BEAUTIFUL BOY: A FATHER’S JOURNEY THROUGH HIS SON’S METH ADDICTION
By David Sheff
Houghton Mifflin, 336 pages, $26
TWEAK: GROWING UP ON METHAMPHETAMINES
By Nic Sheff
Atheneum Books for Young Readers, 325 pages, $16.99
Imagine writing a book on the same subject that your father is writing about, and that subject is you and your raging crystal methamphetamine addiction. His version, your version. He, a seasoned journalist; you, a 20-something neophyte. Imagine that your father’s book was held for over six months so it could be released right alongside yours, for comparative scrutiny (and added marketing muscle). Imagine that underneath it all you have a deep-seated need to be liked.
It’s enough to make you want to go out and get loaded.
Meet David and Nic Sheff, father and son, al-anon and addict, authors of Beautiful Boy and Tweak, two memoirs set in California about crystal meth addiction and the limits of parental love. David Sheff’s 2005 New York Times Magazine essay about Nic’s drug habit spawned Beautiful Boy, and led an editor to ask Nic to write his own true-life tale.
By age 18, Nic Sheff was a full-blown intravenous meth junkie: a compulsive liar who dips into his young brother’s piggy bank, steals the car, gets arrested, drops out of college twice, disappears for weeks, leaves rambling, hopped-up voice mails, becomes homeless. Both father and son capture these markers of descent with eerie similarity and share a penchant for compelling storytelling. The father writes with a measured journalistic eye, layered with lyrical moments and sober introspection; the son conveys his own unraveling with supercharged cinematic intensity.
Each in his own way is a junkie.
David Sheff is addicted to the business of saving his son: his need to protect the child and embrace his own denial. When Nic is busted for pot at 13, David Sheff observes his son’s “stringy hair and hunched surliness,” yet he still sees an innocent “child.” After his son undergoes several rehabs and despite exhaustive research on the brain-damaging effects of meth, David Sheff writes, “I am only paying lip service to the idea that Nic is an addict. I don’t look at Nic the way I look at other addicts.”
Held hostage by Nic’s relentless cycles of relapse and tentative recovery, David Sheff stays up nights worrying, trolls the streets for his son, calls jails and hospitals and sends Nic to yet another rehab. “Nothing in my life has prepared me for the incapacitating worry when I don’t know where he is,” he writes. As Nic spirals out of control, the father’s concern for his son becomes all-consuming, until his brain literally explodes with a cerebral hemorrhage. Even in the hospital he chants, “Where is Nic?”—like a man who has reached the edge of sanity.
Finally, the father realizes some painful truths: “My addiction to his addiction has not served Nic or me or anyone around me. Nic’s addiction became far more compelling than the rest of my life.” It is a mantra overplayed at the expense of deeper insight: David Sheff never reveals the origins of the “layers of guilt and shame” that compelled him to shoulder the responsibility for his son’s habit. An affair, a divorce, a shared joint with his son—some causes are suggested but never fully explored.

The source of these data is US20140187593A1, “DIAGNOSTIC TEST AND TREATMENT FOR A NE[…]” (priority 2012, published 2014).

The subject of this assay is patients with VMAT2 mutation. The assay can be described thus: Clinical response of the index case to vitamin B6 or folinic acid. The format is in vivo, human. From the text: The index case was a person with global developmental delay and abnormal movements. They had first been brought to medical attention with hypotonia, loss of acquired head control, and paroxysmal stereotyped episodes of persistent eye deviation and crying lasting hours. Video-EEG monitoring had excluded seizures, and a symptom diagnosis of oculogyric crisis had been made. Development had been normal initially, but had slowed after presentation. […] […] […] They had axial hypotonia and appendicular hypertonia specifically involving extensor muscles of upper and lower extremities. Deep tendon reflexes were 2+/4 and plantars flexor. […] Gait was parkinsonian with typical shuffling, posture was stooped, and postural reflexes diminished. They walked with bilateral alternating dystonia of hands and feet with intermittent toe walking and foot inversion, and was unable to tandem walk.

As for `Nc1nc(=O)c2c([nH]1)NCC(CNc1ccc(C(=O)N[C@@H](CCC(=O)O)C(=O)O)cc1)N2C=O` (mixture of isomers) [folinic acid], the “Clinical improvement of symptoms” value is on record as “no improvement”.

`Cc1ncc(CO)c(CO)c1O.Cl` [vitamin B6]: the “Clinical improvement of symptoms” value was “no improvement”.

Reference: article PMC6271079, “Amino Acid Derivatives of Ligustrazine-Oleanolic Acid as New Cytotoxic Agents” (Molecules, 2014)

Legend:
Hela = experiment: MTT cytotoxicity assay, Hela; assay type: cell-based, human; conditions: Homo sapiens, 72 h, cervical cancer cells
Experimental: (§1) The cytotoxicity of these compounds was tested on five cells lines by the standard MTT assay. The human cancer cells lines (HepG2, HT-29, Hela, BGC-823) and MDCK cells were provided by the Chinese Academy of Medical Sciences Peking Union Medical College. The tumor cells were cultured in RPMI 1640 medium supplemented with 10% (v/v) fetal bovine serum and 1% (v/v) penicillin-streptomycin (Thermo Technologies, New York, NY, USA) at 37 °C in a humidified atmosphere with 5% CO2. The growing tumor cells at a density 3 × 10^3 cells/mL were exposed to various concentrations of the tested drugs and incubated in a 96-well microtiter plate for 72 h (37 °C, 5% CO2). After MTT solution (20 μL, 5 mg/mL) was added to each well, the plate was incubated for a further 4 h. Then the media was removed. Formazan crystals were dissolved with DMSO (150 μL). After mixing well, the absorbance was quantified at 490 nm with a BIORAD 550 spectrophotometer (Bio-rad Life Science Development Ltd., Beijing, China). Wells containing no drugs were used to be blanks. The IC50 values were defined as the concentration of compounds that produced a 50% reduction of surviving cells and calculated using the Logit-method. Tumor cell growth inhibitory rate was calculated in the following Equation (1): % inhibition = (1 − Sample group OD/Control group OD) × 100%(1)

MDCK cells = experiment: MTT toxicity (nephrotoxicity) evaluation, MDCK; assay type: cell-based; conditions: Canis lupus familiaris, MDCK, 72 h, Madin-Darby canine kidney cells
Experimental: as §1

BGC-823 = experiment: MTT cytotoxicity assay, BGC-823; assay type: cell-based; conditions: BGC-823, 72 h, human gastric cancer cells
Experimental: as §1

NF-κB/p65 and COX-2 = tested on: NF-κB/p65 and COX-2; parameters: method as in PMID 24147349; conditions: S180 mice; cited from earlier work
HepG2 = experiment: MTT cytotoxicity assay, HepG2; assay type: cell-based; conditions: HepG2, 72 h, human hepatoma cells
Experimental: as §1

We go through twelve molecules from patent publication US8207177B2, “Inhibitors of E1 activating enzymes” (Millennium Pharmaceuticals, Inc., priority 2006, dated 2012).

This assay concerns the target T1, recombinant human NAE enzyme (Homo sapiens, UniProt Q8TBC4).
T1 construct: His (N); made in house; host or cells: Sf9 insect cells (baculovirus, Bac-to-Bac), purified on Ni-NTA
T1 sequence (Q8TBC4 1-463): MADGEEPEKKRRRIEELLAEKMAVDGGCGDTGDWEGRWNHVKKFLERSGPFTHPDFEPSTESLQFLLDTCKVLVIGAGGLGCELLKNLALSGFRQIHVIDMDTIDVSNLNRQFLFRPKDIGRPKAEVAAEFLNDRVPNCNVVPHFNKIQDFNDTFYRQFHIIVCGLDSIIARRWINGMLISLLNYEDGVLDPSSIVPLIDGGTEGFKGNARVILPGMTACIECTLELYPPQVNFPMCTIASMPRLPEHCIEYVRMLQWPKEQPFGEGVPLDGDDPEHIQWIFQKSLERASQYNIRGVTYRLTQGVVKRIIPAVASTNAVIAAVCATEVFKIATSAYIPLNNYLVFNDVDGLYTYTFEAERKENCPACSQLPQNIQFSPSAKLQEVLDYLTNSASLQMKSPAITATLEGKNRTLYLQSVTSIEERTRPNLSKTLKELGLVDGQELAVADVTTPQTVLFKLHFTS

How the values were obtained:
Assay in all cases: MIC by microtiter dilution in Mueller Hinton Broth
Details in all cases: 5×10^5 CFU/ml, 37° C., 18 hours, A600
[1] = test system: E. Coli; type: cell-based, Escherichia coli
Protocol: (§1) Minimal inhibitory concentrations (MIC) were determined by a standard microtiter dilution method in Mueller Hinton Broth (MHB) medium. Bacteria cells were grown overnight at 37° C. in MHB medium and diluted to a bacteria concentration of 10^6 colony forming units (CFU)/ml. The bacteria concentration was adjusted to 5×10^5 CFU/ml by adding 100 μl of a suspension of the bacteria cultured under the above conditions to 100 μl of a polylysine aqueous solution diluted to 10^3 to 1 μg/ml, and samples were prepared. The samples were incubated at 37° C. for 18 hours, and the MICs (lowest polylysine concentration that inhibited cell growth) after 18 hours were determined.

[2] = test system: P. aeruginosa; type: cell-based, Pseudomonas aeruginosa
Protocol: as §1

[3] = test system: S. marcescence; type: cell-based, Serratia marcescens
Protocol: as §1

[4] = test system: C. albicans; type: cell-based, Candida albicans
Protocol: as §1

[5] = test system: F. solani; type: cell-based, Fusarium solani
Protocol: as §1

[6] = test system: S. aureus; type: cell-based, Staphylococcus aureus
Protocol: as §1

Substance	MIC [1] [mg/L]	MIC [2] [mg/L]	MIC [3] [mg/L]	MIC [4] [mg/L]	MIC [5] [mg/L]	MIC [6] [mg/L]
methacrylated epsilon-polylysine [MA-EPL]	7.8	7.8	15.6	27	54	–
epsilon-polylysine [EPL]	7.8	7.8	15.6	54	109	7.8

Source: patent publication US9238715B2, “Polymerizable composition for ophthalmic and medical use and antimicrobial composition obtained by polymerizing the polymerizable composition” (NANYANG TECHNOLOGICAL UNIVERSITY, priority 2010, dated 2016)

Young Sheff hints at the source of the problem in Tweak. A father who is more a friend than a dad, taking him to The Crying Game at age 9, and to parties where everyone’s getting high; and a workaholic magazine-editor mother who’s as absent in the story as she is in his life.
Nic Sheff is at his best when he’s writing about drug culture: its seedy characters, Gack and Bullet, “thin with a carved-up face”; its places, “all ash and wrappers and porno mags and beer cans and tin foil”; its jargon, “rigs … points … fat sacks”; and his obsession, “the blind hungering for the high that only meth can bring.” The drama of the junkie scenes—using, scoring, getting ripped-off, having sex until he bleeds, overdoses—are sharp and authentic and at times so close that the reader might experience a contact high.
Described by a therapist as having “very leaky sexual energy,” Nic Sheff has as much trouble with toxic women as he does with drugs. Many of his 642 days of blithe diarylike entries are filled with his drug-addled obsession with Zelda, a decade older, the daughter of a famous actor and the epitome of vapid L.A. culture, who peels the tile off the bathroom wall in search of drugs she believes he’s stolen from her.
We get a fleeting glimpse of young Sheff’s turmoil when, after numerous relapses, he enters a long-term rehab and attempts to explore the cause of his addiction: his divided loyalty and anger towards his parents, his self-loathing and his relentless need to “make people happy.”
An otherwise powerful drug narrative, Tweak suffers because its back story is cursory and unfocused, and because the sober stint is slack and littered with prosaic 12-step aphorisms. The young author has perhaps tried to pack too much in—and not enough: We never get a deeper sense of his interior world or the family dynamics that may have primed his self-destructive tendencies.
Nor does David Sheff provide any answers in Beautiful Boy about what “causes [Nic] to harm himself.” It’s a conversation yet to be had between father and son; perhaps a future collaboration: Sheff & Sheff. A new way to share.
Anna Marrian is a writer living in Brooklyn.